You know something isn’t right. You can’t put your finger on it, although it’s been there for a while. You just don’t feel like you should feel. Maybe it’s having to force smiles when you’re around friends and family because you don’t feel any real sense of joy. Could be those nightmares that wake you most nights and keep you from falling back to sleep. Or it might be a strange feeling that you’re detached from others even when you’re in the same room from them.

No matter what it is, when we just don’t feel right, most of us don’t say anything about it. We’re embarrassed by the way we feel, or we’re convinced something about us is so wrong that even those who say they love us won’t accept us. We just live with those terrible feelings.

If you’re nodding your head after reading those words, I have a couple things I want you to hear. First, you’re not alone. Many people face the same kinds of feelings. In fact, there may be people close to you who are just as worried about what they feel as you are. Second, there’s help available to you. Talking to someone like a professional counselor can not only help you get to the bottom of whatever you’re feeling but can help you find strategies for overcoming those feelings.

Some people think asking for help is a sign of weakness. They believe sharing your feelings with someone like a counselor is just a crutch and people should be able to solve problems on their own. They’re wrong. Reaching out for help is actually a sign of courage. It doesn’t mean you’re broken. It just means you’re human.

Sometimes, what you’re feeling is a symptom of something deep inside. For example, medical research is discovering that difficult and bad situations from our childhoods (what are known as adverse childhood experiences or ACEs) can cause our adult brains to respond incorrectly to tough situations. We may become anxious, angry, or depressed for what seems like no reason, but our brains may be reacting to something that occurred in our formative years.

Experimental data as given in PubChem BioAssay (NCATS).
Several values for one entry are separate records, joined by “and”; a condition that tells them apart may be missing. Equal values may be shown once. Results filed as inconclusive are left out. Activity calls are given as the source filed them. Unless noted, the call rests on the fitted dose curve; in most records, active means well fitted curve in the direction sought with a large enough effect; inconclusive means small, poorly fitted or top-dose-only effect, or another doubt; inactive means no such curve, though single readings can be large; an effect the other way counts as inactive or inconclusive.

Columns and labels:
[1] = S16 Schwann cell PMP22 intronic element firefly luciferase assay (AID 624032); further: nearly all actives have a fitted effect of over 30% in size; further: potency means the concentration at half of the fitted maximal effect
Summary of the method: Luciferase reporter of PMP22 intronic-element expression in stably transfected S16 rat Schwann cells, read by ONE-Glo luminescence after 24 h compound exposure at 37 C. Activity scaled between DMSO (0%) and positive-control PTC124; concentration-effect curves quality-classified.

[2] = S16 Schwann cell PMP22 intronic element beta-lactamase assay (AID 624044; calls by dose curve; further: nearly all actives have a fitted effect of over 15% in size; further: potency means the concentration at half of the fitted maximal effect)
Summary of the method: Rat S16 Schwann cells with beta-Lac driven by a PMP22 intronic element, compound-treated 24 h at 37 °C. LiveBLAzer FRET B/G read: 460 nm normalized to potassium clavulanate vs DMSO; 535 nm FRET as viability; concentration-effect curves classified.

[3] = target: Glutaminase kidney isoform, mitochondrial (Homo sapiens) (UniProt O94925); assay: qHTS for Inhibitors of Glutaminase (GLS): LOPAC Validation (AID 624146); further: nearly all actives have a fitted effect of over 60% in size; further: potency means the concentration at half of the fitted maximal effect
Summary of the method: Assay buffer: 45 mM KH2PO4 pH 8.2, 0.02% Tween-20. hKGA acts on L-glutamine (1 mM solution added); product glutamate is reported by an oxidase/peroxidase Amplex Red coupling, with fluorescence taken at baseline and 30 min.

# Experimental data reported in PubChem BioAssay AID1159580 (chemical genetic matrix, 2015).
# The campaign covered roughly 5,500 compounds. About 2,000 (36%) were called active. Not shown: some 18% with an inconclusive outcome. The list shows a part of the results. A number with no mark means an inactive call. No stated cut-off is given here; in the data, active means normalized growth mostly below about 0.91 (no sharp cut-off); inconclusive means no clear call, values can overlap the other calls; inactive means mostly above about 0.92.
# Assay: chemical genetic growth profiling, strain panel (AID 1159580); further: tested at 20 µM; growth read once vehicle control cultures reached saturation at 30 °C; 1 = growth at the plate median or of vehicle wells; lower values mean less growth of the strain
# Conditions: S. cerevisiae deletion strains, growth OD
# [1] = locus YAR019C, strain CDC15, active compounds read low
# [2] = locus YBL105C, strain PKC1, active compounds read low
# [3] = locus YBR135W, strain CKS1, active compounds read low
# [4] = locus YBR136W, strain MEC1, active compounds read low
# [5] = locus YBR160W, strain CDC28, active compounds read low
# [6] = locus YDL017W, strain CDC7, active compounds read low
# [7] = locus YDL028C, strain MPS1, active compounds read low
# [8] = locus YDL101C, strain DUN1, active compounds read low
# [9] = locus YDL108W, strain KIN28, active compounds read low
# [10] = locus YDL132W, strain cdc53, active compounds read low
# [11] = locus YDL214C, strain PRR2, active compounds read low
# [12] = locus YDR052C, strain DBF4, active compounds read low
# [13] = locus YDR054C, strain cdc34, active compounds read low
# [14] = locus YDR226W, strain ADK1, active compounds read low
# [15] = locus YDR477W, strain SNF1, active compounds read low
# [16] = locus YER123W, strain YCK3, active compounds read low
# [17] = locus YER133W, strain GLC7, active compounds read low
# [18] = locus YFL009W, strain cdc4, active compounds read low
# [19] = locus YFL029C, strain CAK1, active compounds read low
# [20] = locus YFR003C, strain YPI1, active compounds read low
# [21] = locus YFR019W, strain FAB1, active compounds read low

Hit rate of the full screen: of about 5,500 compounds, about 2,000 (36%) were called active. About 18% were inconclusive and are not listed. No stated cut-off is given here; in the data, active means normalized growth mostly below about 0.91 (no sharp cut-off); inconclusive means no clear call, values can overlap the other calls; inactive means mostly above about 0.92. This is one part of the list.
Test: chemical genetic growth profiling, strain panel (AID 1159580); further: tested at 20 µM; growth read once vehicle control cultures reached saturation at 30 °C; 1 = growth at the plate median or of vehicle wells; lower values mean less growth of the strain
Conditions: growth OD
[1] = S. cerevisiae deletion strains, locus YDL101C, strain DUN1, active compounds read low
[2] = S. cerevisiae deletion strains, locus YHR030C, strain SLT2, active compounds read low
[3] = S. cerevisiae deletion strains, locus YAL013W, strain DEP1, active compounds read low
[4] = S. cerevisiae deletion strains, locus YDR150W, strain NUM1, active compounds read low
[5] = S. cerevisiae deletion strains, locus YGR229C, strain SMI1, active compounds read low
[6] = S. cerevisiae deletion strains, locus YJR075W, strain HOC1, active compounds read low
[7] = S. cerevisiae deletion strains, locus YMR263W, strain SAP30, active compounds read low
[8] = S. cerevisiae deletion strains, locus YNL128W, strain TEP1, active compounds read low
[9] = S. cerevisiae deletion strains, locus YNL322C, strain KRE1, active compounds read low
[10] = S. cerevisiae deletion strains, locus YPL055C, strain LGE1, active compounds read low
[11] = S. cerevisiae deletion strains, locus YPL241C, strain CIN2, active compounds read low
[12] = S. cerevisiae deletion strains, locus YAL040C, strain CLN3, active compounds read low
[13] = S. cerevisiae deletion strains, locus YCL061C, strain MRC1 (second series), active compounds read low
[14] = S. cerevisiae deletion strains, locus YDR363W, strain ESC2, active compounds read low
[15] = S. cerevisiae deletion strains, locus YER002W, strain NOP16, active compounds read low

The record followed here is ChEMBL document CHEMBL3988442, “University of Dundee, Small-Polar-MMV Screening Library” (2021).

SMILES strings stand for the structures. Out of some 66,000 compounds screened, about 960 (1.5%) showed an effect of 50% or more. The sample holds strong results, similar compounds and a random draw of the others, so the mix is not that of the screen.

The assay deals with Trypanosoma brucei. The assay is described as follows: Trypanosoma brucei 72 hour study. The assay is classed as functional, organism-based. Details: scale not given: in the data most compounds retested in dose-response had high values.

It could be that you suffered some sort of trauma in the past, and your mind buried it as a way to protect you, but now it’s showing up in unsuspected ways. Maybe you were the victim of abuse or a terrible accident. Perhaps you witnessed violence. Those past traumas can cause what’s known as post-traumatic stress disorder, or PTSD, in which your brain mistakes everyday situations as threats.

My point is whatever you’re feeling is not a flaw in you or your personality. It’s caused by something inside you, and with some help from a caring professional, you may be able to get to the root of it. More important, you can learn how to keep it from overwhelming you. Every day, our team of counselors helps people like you make discoveries about themselves and learn how to live happier, more satisfying lives. That begins when you have the courage to ask for help.

If you’re ready to make that ask, we’re ready to help you. Don’t put it off or tell yourself you’ll get to it one of these days. Why not call us right now to set a time to talk? The sooner you do, the sooner you’ll start feeling better.